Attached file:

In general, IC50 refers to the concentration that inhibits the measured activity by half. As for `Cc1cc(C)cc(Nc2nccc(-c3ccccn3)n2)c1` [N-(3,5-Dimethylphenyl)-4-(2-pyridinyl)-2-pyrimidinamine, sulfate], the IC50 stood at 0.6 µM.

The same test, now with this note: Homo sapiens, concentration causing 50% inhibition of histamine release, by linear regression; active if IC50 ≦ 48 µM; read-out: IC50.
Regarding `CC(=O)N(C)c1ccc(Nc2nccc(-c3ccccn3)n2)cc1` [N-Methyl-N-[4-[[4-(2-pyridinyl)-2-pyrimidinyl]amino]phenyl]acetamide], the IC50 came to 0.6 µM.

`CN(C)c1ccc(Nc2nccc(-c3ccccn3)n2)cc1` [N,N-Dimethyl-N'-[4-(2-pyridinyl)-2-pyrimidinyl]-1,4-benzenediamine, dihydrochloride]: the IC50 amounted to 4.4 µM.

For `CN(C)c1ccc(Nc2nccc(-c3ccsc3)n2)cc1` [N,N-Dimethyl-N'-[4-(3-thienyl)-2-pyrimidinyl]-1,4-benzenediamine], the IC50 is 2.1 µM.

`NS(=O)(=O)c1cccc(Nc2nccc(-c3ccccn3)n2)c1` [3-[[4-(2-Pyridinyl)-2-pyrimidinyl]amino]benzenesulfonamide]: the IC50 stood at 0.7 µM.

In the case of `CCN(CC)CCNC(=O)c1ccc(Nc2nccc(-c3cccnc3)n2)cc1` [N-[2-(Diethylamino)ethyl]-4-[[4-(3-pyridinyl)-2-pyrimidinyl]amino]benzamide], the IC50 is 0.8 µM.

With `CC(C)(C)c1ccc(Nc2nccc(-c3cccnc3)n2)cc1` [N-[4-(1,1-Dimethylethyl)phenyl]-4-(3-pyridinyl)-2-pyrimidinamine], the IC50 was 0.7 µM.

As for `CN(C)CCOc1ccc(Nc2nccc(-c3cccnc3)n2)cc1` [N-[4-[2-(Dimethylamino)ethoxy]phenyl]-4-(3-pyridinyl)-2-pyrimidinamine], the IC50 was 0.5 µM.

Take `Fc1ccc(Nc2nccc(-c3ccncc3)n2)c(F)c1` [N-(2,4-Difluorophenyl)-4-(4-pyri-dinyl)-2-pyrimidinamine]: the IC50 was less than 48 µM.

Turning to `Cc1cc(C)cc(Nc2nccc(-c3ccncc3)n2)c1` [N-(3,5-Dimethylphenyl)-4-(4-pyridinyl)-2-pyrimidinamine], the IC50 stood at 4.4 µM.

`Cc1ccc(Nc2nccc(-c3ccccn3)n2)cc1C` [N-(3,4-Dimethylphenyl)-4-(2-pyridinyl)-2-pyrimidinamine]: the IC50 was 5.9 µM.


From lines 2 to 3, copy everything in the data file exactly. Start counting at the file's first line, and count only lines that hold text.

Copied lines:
The same test, now with this note: Homo sapiens, concentration causing 50% inhibition of histamine release, by linear regression; active if IC50 ≦ 48 µM; read-out: IC50.
Regarding `CC(=O)N(C)c1ccc(Nc2nccc(-c3ccccn3)n2)cc1` [N-Methyl-N-[4-[[4-(2-pyridinyl)-2-pyrimidinyl]amino]phenyl]acetamide], the IC50 came to 0.6 µM.